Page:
Police and law enforcementThe New York City Police Department, New York Police Department (NYPD) has been the largest police force in the United States by a significant margin, with more than 35,000 sworn officers. Members of the NYPD are frequently referred to by politicians, the media, and their own police cars by the nickname, ''New York's Finest''. Crime has continued an overall downward trend in New York City since the 1990s. In 2012, the NYPD came under scrutiny for its use of a New York City stop-and-frisk program, stop-and-frisk program, which has undergone several policy revisions since then. In 2014, New York City had the third lowest murder rate among the largest U.S. cities, having become significantly safer after a spike in crime in the 1970s through 1990s. Violent crime in New York City decreased more than 75% from 1993 to 2005, and continued decreasing during periods when the nation as a whole saw increases. By 2002, New York City was ranked 197th in crime among the 216 U.S. cities with populations greater than 100,000. In 1992, the city recorded 2,245 murders. In 2005, the List of countries by homicide rate, homicide rate was at its lowest level since 1966, and in 2009, the city recorded fewer than 461 homicides for the first time ever since crime statistics were first published in 1963. In 2017, 60.1% of violent crime suspects were Black, 29.6% Hispanic, 6.5% White, 3.6% Asian and 0.2% American Indian. New York City experienced 292 homicides in 2017. Sociologists and criminologists have not reached consensus on the explanation for the dramatic decrease in the city's crime rate. Some attribute the phenomenon to new tactics used by the NYPD, including its use of CompStat and the broken windows theory. Others cite the end of the crack epidemic and demographic changes, including from immigration. Another theory is that widespread exposure to lead pollution from automobile exhaust, which can lower intelligence and increase aggression levels, incited the initial crime wave in the mid-20th century, most acutely affecting heavily trafficked cities like New York. A strong correlation was found demonstrating that violent crime rates in New York and other big cities began to fall after lead was removed from American gasoline in the 1970s. Another theory cited to explain New York City's falling homicide rate is the inverse correlation between the number of murders and the increasingly wet climate in the city. Organized crime has long been associated with New York City, beginning with the Forty Thieves (New York gang), Forty Thieves and the Roach Guards in the Five Points, Manhattan, Five Points in the 1820s. The 20th century saw a rise in the American Mafia, Mafia, dominated by the Five Families, as well as in gangs, including the Black Spades. The Mafia and gang presence has declined in the city in the 21st century.
FirefightingThe New York City Fire Department, Fire Department of New York (FDNY) provides fire protection, technical rescue, primary response to biological, chemical, and radioactive hazards, and emergency medical services for the five boroughs of New York City. The FDNY is the largest municipal fire department in the United States and the second largest in the world after the Tokyo Fire Department. The FDNY employs approximately 11,080 uniformed firefighters and more than 3,300 uniformed Emergency medical technician, EMTs and paramedics. The FDNY's motto is ''New York's Bravest''. The fire department faces multifaceted firefighting challenges in many ways unique to New York. In addition to responding to List of building types, building types that range from wood-frame single family homes to High-rise, high-rise structures, the FDNY also responds to fires that occur in the . Secluded bridges and tunnels, as well as large parks and wooded areas that can give rise to brush fires, also present challenges. The FDNY headquarters is located at 9 MetroTech Center in Downtown Brooklyn, and the FDNY Fire Academy is located on Randalls and Wards Islands, Randalls Island. There are three Bureau of Fire Communications alarm offices which receive and dispatch alarms to appropriate units. One office, at 11 Metrotech Center in Brooklyn, houses Manhattan/Citywide, Brooklyn, and Staten Island Fire Communications; the Bronx and Queens offices are in separate buildings.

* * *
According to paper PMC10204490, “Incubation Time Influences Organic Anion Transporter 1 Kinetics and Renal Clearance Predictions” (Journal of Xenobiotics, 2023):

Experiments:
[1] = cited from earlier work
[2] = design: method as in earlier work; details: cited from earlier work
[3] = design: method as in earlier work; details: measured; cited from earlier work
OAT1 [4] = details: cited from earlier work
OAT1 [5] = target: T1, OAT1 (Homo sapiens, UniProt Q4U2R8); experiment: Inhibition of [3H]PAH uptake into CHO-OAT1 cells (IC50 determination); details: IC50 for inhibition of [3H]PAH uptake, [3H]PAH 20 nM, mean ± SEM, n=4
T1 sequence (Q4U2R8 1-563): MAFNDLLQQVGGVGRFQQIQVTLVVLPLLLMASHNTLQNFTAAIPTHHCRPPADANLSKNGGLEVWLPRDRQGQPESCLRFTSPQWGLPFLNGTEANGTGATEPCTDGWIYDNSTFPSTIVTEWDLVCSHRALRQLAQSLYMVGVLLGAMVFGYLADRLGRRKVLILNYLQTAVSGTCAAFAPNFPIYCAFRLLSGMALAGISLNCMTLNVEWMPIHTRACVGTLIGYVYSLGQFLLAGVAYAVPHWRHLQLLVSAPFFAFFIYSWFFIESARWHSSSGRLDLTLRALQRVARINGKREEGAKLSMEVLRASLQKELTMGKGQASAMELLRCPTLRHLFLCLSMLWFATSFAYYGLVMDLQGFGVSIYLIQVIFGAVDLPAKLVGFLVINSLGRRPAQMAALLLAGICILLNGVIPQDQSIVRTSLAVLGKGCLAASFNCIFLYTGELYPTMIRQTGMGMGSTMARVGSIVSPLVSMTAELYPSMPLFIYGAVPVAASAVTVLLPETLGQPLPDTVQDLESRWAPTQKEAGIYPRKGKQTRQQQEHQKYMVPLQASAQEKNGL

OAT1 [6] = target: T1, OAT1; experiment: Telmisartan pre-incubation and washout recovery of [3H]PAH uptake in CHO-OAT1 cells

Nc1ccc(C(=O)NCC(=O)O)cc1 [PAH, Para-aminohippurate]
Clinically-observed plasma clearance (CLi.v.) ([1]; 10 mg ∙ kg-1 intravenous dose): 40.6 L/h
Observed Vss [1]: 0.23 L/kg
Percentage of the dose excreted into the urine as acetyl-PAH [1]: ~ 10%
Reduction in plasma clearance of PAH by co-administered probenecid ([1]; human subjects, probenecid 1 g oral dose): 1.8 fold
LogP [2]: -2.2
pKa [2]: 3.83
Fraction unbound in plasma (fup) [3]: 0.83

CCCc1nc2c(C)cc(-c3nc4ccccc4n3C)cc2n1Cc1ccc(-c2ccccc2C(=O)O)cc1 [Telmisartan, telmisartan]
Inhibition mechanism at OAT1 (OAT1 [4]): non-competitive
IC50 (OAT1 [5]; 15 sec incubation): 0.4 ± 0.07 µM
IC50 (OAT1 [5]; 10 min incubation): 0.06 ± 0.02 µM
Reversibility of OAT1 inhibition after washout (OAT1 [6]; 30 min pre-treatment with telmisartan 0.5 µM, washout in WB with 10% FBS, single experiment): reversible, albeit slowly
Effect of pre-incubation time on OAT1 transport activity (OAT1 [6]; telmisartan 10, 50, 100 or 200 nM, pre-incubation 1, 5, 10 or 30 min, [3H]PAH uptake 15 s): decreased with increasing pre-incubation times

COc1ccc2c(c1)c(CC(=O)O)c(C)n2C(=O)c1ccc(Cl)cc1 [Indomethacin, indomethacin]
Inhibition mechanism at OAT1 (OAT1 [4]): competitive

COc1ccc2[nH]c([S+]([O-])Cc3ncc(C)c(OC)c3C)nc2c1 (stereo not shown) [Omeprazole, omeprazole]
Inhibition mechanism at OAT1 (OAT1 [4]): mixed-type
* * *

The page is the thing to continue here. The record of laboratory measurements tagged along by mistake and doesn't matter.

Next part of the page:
Public library systemThe New York Public Library (NYPL), which has the largest collection of any public library system in the United States, serves Manhattan, the Bronx, and Staten Island. Queens is served by the Queens Borough Public Library (QPL), the nation's second largest public library system, while the Brooklyn Public Library (BPL) serves Brooklyn. In 2013, the New York Public Library and the Brooklyn Public Library announced that they would merge their technical services departments into a new department called BookOps. This proposed merger anticipated a savings of $2 million for the Brooklyn Public Library and $1.5 million for the New York Public Library. Although not currently part of the merger, it is expected that the Queens Public Library will eventually share some resources with the other city libraries.